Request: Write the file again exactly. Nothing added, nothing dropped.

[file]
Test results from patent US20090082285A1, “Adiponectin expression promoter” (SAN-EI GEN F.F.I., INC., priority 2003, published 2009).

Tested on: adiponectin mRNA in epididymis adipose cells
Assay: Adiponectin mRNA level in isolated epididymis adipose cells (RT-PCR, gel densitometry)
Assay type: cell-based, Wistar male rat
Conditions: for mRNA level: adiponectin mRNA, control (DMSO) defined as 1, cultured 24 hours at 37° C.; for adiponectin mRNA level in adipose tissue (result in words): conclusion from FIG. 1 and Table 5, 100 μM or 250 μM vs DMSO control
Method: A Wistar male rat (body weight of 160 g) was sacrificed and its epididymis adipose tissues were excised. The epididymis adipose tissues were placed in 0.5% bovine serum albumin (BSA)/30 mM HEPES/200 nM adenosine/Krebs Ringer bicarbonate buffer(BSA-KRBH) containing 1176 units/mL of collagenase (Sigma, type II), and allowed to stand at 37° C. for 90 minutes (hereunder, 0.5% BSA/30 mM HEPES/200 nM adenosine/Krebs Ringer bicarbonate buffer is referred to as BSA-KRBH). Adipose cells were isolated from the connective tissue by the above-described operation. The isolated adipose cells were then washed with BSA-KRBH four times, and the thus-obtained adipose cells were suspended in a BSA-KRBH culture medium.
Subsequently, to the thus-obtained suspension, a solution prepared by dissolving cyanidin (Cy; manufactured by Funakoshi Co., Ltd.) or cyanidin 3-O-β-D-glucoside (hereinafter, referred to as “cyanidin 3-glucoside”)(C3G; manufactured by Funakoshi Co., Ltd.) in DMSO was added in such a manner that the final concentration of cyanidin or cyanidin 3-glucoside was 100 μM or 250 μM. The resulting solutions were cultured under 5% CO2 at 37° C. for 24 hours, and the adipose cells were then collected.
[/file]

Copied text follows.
Test results from patent US20090082285A1, “Adiponectin expression promoter” (SAN-EI GEN F.F.I., INC., priority 2003, published 2009).

Tested on: adiponectin mRNA in epididymis adipose cells
Assay: Adiponectin mRNA level in isolated epididymis adipose cells (RT-PCR, gel densitometry)
Assay type: cell-based, Wistar male rat
Conditions: for mRNA level: adiponectin mRNA, control (DMSO) defined as 1, cultured 24 hours at 37° C.; for adiponectin mRNA level in adipose tissue (result in words): conclusion from FIG. 1 and Table 5, 100 μM or 250 μM vs DMSO control
Method: A Wistar male rat (body weight of 160 g) was sacrificed and its epididymis adipose tissues were excised. The epididymis adipose tissues were placed in 0.5% bovine serum albumin (BSA)/30 mM HEPES/200 nM adenosine/Krebs Ringer bicarbonate buffer(BSA-KRBH) containing 1176 units/mL of collagenase (Sigma, type II), and allowed to stand at 37° C. for 90 minutes (hereunder, 0.5% BSA/30 mM HEPES/200 nM adenosine/Krebs Ringer bicarbonate buffer is referred to as BSA-KRBH). Adipose cells were isolated from the connective tissue by the above-described operation. The isolated adipose cells were then washed with BSA-KRBH four times, and the thus-obtained adipose cells were suspended in a BSA-KRBH culture medium.
Subsequently, to the thus-obtained suspension, a solution prepared by dissolving cyanidin (Cy; manufactured by Funakoshi Co., Ltd.) or cyanidin 3-O-β-D-glucoside (hereinafter, referred to as “cyanidin 3-glucoside”)(C3G; manufactured by Funakoshi Co., Ltd.) in DMSO was added in such a manner that the final concentration of cyanidin or cyanidin 3-glucoside was 100 μM or 250 μM. The resulting solutions were cultured under 5% CO2 at 37° C. for 24 hours, and the adipose cells were then collected.